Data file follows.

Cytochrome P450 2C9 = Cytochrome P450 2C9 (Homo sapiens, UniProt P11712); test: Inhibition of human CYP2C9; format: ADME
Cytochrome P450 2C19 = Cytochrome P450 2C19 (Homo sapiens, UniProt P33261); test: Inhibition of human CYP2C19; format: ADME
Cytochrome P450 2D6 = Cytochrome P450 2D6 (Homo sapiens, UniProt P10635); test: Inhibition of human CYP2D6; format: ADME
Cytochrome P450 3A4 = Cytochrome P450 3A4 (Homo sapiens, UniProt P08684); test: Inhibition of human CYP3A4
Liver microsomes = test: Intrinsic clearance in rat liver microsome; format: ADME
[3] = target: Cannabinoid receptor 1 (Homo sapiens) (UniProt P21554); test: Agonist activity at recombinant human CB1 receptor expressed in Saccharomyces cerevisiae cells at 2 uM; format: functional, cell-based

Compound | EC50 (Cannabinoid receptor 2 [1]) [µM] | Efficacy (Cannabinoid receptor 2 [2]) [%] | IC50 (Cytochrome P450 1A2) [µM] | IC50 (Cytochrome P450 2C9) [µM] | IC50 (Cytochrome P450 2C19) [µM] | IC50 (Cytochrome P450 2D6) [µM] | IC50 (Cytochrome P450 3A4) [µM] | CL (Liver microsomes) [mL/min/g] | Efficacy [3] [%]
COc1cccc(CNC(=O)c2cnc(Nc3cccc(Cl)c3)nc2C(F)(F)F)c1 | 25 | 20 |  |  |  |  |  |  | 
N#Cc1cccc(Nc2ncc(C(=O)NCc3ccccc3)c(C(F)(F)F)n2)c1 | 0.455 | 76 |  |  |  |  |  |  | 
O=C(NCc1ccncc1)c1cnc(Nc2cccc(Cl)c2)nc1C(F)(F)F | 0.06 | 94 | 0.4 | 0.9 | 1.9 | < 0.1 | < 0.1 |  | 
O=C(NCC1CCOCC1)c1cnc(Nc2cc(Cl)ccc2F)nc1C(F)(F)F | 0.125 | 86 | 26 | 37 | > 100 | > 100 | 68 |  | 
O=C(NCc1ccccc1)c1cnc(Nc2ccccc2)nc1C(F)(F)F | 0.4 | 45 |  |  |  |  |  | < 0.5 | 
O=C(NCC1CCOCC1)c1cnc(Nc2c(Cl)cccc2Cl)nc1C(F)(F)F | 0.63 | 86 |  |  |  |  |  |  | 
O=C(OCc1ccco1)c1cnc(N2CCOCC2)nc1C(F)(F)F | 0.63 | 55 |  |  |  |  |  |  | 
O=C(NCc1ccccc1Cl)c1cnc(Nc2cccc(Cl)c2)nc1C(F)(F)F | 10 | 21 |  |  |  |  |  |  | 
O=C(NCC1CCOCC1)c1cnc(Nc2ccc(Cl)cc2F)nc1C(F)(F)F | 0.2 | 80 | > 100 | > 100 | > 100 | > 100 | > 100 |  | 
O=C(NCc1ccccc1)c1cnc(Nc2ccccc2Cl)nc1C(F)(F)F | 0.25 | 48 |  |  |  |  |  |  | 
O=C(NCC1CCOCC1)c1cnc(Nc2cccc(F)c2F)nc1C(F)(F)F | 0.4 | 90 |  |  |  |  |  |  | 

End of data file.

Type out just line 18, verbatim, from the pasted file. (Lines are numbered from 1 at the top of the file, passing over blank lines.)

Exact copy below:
O=C(NCC1CCOCC1)c1cnc(Nc2cccc(F)c2F)nc1C(F)(F)F | 0.4 | 90 |  |  |  |  |  |  | 